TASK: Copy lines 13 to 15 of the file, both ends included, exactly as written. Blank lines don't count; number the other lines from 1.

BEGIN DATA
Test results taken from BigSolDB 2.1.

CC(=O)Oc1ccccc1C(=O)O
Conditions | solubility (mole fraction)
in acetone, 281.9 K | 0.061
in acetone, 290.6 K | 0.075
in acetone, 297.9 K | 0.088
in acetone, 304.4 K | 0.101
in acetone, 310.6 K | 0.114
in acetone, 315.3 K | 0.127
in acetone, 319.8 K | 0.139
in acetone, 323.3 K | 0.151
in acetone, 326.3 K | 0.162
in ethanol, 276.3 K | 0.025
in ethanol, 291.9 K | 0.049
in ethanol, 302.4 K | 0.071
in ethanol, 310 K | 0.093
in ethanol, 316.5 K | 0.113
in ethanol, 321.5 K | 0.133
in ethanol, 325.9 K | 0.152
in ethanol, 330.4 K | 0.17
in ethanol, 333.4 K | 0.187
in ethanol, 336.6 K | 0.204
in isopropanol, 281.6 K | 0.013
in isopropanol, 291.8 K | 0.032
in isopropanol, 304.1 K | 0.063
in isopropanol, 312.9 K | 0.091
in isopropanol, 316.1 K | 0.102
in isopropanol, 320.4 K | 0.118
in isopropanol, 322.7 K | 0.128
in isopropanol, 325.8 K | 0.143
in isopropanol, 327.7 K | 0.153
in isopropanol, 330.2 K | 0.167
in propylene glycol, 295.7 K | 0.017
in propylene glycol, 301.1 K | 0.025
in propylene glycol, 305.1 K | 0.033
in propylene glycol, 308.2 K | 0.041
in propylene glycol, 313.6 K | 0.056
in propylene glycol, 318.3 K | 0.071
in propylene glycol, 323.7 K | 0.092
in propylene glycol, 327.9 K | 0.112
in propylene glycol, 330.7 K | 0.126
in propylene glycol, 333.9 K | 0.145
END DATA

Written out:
in ethanol, 276.3 K | 0.025
in ethanol, 291.9 K | 0.049
in ethanol, 302.4 K | 0.071